A day celebrating motherhood is a wonderful thing, but for some of us it can be a tormentingly gray area. Pregnancy loss is something that many of us experience privately. We sit alone, cloaked in shame and grief. And we experience one of the most emotionally and physically painful things life has to offer — the death of a child. But we aren’t alone, pregnancy loss impacts 1 in 4 women. I want to talk to you; the 1 in 4, because I am you.
Content Warning: This post contains information about pregnancy, miscarriage, and depression that could be upsetting for some readers.
Last February, after five years of trying, my husband and I finally got pregnant. I was showing and falling madly in love with our baby. I was finally a mother. My husband was finally a father. But then we became the 1 in 4. We lost our pregnancy.
People don’t talk about how excruciating a miscarriage is. In some movies women have a miscarriage in the morning and go out to eat at a fancy restaurant that night. That was not my reality. My miscarriage took nine days. Nine days of bleeding. Nine days of continuous and agonizing pain. Nine days of constant reminders that my baby was gone. I don’t know what other miscarriages are like, but I know that we don’t talk about it enough. I wasn’t prepared. I wasn’t ready. How could I have been? I loved that baby more than I had ever loved anyone, and in a blink they were gone.
Then I looked up, and it was time for Mother’s Day. Was I a mother? What was I supposed to do? I didn’t have the strength to visit our mothers and grandmothers that day. Instead, I laid at home with grief surrounding me like a fog that I couldn’t see through. There was a sharp ringing in my ears all day, I realize now that I was in shock or denial or some combination of the two. My husband comforted me all day. Some friends and family visited. But they all felt like a far off echo. I was supposed to be a mother. On that day I was supposed to be celebrating and taking adorable baby bump pictures. But my baby was gone.
The truth is this, I am a mother. I was a mother on that Mother’s Day and I will be until I’m not around anymore. I carried a baby. I loved that baby with all my heart. That is motherhood. I am a mother.
And darling, you, the 1 in 4, you are a mother too. And I love you. I know your heartache. I know the emptiness you might feel. I know the struggle if you’re still trying to get pregnant. I know the pain of monthly negative pregnancy tests. I know the effort you put in. I know the exhaustion. I know the hopelessness. And I want you to know that you are not alone. You will never be alone. I’m here with you.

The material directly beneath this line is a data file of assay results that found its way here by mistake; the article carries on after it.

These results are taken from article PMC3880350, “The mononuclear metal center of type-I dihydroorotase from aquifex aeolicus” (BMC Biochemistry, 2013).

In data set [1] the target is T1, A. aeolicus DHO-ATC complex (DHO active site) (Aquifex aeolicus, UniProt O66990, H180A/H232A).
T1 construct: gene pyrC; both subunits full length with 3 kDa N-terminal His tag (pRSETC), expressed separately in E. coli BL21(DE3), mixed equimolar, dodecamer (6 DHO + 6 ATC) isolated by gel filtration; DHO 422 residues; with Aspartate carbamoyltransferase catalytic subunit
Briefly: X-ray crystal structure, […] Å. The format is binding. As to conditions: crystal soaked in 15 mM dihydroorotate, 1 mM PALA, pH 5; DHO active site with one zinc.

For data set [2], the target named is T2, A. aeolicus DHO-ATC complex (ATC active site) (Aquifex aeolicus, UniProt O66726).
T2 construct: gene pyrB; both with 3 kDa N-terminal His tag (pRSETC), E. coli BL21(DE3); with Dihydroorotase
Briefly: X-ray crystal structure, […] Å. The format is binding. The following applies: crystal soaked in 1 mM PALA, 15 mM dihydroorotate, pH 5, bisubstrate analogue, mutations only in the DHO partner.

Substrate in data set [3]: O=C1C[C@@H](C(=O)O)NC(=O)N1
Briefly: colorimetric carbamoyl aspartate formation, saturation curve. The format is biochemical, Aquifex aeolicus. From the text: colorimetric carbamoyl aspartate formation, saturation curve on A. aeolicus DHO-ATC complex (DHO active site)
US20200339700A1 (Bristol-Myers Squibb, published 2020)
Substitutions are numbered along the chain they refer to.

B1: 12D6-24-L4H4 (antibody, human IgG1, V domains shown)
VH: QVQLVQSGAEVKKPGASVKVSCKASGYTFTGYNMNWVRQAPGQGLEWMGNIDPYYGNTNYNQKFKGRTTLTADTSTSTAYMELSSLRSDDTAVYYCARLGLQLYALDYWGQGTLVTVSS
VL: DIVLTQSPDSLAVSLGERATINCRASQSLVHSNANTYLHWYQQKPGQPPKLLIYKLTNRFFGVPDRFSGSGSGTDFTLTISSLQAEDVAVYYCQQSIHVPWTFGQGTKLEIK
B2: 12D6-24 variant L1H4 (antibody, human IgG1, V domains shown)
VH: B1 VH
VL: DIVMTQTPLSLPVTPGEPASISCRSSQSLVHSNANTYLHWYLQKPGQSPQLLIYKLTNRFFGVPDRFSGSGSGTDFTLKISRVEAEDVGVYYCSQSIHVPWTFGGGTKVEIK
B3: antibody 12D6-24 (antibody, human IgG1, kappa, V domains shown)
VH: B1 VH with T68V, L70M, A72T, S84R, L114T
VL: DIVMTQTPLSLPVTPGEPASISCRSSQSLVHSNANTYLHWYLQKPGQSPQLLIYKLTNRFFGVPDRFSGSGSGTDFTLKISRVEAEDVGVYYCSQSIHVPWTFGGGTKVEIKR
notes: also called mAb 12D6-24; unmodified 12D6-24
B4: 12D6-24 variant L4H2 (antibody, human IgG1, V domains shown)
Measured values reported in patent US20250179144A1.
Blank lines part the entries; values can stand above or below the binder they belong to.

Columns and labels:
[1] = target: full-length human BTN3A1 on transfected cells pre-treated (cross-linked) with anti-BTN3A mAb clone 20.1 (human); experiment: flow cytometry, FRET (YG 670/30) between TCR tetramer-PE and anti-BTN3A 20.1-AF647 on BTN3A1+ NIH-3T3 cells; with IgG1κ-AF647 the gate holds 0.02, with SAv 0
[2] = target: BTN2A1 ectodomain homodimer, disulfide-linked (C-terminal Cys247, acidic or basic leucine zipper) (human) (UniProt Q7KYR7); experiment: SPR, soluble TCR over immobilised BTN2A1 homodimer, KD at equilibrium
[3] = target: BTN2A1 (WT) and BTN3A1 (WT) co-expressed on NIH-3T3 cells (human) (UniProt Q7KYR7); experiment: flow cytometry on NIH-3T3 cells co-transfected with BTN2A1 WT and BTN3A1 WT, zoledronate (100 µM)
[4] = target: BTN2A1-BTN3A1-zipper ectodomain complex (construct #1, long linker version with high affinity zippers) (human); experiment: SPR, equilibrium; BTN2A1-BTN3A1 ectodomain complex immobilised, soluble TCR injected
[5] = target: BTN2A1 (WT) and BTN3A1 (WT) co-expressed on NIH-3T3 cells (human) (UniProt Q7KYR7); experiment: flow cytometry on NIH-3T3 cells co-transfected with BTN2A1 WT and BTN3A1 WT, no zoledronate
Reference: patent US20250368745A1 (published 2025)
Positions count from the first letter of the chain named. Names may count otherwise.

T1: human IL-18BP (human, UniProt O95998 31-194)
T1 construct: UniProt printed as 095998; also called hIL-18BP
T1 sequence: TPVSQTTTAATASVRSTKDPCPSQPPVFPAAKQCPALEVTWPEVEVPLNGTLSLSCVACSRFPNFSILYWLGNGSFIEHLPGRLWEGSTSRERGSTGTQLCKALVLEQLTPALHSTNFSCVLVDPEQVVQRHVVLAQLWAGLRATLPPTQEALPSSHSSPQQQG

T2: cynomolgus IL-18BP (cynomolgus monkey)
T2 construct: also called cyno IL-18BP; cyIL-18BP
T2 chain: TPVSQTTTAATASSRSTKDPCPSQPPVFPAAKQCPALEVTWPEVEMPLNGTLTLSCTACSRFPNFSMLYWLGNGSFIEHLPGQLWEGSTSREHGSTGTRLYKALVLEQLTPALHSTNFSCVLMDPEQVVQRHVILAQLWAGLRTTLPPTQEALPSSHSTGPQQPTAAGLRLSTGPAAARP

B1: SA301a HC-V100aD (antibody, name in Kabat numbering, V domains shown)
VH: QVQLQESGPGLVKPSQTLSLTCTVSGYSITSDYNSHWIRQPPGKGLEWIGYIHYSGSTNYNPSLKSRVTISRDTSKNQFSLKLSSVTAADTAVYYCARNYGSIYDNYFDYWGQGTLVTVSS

I know I’m not saying all the right things. And these things won’t apply to everyone. There are women that have to explain pregnancy loss to existing children, there are women who have had repeat miscarriages. I don’t know all the right words to say. But I love you, you are a mother, and you are not alone.
So, how do we behave on Mother’s Day? What are we to do? Here’s the answer: we do whatever we want. Because this day is for us too. We are mothers.
We can cry and morn the baby we won’t get to see grow up.
We can celebrate that baby, and talk about how much we love them.
We can eat fun foods and binge watch something that makes us feel good.
We can go out with friends and embrace distractions.
We can hug the other children we have, and remind them how much we love them. If we have other children.
We can do whatever we want, because it is Mother’s Day, and we are mothers. WE ARE MOTHERS.
My story has a happy ending. After a year of fertility treatments and a lot of heartbreak, my husband and I are currently pregnant with twins. So I’ll be celebrating three children this Mother’s Day; the baby we lost, and the two we have on the way. So, there is always hope. It took us six years, but we got here.
Every smile I have this time of year is followed by bit of sadness, but for now that’s okay with me. I am a mother, and sometimes that is the burden we carry.
So, momma, you the 1 in 4, please never give up on yourself, you are strong and beautiful. You are so loved. And you are a mother. So be kind to yourself. Show yourself some love. Please.
Mental Health Resources
Crisis Text Line
The Crisis Text Line is free, 24/7 support for those in crisis.
United States and Canada: Text HOME to 741741
United Kingdom: Text HOME to 85258
Ireland: Text HOME to 50808
National Suicide Prevention Lifeline
If you or someone you know is in crisis, whether they are considering suicide or not, please call the toll-free Lifeline to speak with a trained Crisis Counselor 24/7.
Call: 1-800-273-8255 (1-800-273-TALK)
Uncustomary Housewife Mental Health Directory
In this blog post you’ll find two lists; a list of Crisis and Help Lines and a list of Supportive Communities.
Web: Uncustomary Housewife Mental Health Directory